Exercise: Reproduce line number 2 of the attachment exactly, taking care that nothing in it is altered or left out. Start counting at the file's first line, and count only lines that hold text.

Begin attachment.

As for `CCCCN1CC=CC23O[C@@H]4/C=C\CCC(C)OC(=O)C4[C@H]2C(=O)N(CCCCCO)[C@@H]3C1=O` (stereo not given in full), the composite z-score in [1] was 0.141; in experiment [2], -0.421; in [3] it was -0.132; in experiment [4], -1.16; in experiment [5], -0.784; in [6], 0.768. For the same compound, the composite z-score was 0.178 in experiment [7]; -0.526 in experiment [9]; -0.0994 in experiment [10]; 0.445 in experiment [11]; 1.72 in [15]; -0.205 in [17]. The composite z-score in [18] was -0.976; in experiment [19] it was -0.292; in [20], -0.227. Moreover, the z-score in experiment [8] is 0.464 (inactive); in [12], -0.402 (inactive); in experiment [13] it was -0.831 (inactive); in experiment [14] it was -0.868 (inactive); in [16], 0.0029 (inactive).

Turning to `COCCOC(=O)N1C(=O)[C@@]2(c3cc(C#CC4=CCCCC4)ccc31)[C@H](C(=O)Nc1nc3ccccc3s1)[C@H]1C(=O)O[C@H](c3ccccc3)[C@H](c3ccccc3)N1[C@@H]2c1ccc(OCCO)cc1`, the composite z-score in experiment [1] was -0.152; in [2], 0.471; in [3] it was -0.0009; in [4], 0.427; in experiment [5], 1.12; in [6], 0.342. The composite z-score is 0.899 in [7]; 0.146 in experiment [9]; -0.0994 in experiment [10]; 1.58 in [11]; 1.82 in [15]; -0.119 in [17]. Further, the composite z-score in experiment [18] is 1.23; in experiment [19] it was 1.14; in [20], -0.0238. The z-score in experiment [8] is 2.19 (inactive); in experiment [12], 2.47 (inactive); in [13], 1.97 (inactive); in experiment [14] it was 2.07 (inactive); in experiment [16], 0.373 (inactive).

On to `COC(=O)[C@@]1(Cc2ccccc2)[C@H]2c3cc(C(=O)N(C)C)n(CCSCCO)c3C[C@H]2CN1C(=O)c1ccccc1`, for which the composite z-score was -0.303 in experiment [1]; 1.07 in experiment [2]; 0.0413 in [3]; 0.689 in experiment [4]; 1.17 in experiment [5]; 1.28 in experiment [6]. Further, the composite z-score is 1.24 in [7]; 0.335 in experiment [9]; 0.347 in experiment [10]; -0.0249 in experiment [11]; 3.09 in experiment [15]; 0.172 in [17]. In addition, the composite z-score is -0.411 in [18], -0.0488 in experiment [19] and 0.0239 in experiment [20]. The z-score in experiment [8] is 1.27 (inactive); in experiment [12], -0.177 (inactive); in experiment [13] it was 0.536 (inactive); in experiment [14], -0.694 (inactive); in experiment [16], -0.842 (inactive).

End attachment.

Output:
Turning to `COCCOC(=O)N1C(=O)[C@@]2(c3cc(C#CC4=CCCCC4)ccc31)[C@H](C(=O)Nc1nc3ccccc3s1)[C@H]1C(=O)O[C@H](c3ccccc3)[C@H](c3ccccc3)N1[C@@H]2c1ccc(OCCO)cc1`, the composite z-score in experiment [1] was -0.152; in [2], 0.471; in [3] it was -0.0009; in [4], 0.427; in experiment [5], 1.12; in [6], 0.342. The composite z-score is 0.899 in [7]; 0.146 in experiment [9]; -0.0994 in experiment [10]; 1.58 in [11]; 1.82 in [15]; -0.119 in [17]. Further, the composite z-score in experiment [18] is 1.23; in experiment [19] it was 1.14; in [20], -0.0238. The z-score in experiment [8] is 2.19 (inactive); in experiment [12], 2.47 (inactive); in [13], 1.97 (inactive); in experiment [14] it was 2.07 (inactive); in experiment [16], 0.373 (inactive).